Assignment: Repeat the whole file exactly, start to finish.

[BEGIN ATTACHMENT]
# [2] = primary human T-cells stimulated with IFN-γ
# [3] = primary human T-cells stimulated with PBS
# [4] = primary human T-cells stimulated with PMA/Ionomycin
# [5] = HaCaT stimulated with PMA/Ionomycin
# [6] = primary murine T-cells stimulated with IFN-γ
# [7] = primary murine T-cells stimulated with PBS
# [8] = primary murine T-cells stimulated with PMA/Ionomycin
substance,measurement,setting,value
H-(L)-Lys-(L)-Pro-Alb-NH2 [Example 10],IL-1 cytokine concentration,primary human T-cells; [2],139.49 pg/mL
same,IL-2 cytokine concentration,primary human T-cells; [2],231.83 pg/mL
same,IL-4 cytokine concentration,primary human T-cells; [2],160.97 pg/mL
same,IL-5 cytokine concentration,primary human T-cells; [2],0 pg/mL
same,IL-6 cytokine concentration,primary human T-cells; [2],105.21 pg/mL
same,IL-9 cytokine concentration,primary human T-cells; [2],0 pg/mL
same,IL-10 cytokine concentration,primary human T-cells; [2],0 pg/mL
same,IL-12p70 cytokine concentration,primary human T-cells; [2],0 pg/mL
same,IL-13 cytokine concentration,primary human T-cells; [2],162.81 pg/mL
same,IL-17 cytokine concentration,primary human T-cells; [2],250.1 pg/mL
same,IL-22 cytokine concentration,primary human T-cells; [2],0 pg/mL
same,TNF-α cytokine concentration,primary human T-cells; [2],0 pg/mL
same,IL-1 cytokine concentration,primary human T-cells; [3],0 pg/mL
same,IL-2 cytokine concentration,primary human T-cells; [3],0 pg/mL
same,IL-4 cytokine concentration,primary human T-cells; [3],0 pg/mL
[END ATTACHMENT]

# [2] = primary human T-cells stimulated with IFN-γ
# [3] = primary human T-cells stimulated with PBS
# [4] = primary human T-cells stimulated with PMA/Ionomycin
# [5] = HaCaT stimulated with PMA/Ionomycin
# [6] = primary murine T-cells stimulated with IFN-γ
# [7] = primary murine T-cells stimulated with PBS
# [8] = primary murine T-cells stimulated with PMA/Ionomycin
substance,measurement,setting,value
H-(L)-Lys-(L)-Pro-Alb-NH2 [Example 10],IL-1 cytokine concentration,primary human T-cells; [2],139.49 pg/mL
same,IL-2 cytokine concentration,primary human T-cells; [2],231.83 pg/mL
same,IL-4 cytokine concentration,primary human T-cells; [2],160.97 pg/mL
same,IL-5 cytokine concentration,primary human T-cells; [2],0 pg/mL
same,IL-6 cytokine concentration,primary human T-cells; [2],105.21 pg/mL
same,IL-9 cytokine concentration,primary human T-cells; [2],0 pg/mL
same,IL-10 cytokine concentration,primary human T-cells; [2],0 pg/mL
same,IL-12p70 cytokine concentration,primary human T-cells; [2],0 pg/mL
same,IL-13 cytokine concentration,primary human T-cells; [2],162.81 pg/mL
same,IL-17 cytokine concentration,primary human T-cells; [2],250.1 pg/mL
same,IL-22 cytokine concentration,primary human T-cells; [2],0 pg/mL
same,TNF-α cytokine concentration,primary human T-cells; [2],0 pg/mL
same,IL-1 cytokine concentration,primary human T-cells; [3],0 pg/mL
same,IL-2 cytokine concentration,primary human T-cells; [3],0 pg/mL
same,IL-4 cytokine concentration,primary human T-cells; [3],0 pg/mL